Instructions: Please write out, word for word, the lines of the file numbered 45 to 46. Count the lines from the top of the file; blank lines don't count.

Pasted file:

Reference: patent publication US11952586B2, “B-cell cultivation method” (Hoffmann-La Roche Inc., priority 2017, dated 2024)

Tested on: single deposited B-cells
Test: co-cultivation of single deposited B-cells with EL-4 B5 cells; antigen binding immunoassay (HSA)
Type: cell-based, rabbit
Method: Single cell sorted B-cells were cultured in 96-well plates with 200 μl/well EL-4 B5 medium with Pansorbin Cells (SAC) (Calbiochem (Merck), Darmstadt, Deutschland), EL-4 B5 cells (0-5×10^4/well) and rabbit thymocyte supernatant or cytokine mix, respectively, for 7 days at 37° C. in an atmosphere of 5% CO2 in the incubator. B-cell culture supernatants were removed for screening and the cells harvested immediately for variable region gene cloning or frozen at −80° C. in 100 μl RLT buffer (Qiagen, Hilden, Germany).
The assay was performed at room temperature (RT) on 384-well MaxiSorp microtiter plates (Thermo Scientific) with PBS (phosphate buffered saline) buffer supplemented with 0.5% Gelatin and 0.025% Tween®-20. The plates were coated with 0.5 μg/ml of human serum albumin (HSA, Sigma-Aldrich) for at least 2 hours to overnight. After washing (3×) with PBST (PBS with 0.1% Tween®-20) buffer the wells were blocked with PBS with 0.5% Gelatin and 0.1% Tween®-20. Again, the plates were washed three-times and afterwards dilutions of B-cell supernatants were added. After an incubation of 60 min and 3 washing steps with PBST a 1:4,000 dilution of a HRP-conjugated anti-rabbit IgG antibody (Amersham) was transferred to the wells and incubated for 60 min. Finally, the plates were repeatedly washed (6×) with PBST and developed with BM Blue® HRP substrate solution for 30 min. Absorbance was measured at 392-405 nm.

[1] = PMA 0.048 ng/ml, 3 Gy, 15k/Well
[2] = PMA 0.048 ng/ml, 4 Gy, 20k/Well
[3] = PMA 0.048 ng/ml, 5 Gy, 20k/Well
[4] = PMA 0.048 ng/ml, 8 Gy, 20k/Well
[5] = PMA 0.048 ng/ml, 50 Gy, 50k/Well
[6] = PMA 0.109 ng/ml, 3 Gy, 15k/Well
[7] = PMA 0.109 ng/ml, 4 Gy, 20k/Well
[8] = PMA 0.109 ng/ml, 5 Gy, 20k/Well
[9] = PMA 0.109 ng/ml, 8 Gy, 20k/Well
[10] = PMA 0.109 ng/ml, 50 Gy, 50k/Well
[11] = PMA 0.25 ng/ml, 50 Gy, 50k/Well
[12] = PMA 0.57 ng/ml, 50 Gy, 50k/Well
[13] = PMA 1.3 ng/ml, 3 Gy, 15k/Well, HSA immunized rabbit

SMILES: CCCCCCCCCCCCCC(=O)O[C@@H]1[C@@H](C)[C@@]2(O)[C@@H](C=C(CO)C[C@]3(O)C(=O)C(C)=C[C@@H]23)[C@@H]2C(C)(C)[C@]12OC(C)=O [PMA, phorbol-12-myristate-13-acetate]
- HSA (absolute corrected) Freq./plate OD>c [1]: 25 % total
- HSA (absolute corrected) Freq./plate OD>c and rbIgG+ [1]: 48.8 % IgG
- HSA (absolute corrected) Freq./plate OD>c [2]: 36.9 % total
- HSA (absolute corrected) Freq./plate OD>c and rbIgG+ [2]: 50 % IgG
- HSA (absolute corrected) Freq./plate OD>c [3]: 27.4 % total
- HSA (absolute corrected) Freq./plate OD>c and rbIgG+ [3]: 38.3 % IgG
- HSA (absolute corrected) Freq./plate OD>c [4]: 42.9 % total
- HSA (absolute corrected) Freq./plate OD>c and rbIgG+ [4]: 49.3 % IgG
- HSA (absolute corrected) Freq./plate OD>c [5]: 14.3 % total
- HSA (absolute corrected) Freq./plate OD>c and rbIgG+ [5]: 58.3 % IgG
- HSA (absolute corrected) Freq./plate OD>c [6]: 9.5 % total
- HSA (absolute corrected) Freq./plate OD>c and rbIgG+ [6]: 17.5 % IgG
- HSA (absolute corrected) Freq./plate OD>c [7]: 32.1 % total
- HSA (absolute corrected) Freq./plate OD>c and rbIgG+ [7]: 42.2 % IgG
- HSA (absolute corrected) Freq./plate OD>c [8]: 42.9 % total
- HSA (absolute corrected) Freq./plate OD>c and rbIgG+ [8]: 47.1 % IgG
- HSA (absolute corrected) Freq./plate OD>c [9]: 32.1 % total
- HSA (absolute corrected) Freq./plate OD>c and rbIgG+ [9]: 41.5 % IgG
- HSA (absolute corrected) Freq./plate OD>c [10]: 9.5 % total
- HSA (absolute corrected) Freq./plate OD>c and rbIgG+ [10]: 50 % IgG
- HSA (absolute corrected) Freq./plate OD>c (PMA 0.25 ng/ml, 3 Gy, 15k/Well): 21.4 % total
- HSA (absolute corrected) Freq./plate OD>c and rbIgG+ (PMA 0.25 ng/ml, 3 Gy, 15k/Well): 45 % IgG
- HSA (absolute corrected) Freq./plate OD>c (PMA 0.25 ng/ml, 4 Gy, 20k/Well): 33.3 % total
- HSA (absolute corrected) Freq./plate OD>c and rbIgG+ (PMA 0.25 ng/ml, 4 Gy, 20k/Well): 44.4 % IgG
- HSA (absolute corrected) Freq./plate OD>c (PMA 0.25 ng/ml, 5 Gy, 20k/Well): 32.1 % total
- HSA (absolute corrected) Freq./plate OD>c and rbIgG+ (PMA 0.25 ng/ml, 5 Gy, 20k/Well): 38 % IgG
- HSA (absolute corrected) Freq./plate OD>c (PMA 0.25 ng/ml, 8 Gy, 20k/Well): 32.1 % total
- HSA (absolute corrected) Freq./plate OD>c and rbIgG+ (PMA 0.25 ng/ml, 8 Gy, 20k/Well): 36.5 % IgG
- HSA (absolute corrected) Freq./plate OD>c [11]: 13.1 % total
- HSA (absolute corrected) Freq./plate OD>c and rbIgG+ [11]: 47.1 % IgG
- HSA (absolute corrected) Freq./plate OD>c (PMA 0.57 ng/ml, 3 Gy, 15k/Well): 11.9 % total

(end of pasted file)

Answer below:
- HSA (absolute corrected) Freq./plate OD>c (PMA 0.25 ng/ml, 5 Gy, 20k/Well): 32.1 % total
- HSA (absolute corrected) Freq./plate OD>c and rbIgG+ (PMA 0.25 ng/ml, 5 Gy, 20k/Well): 38 % IgG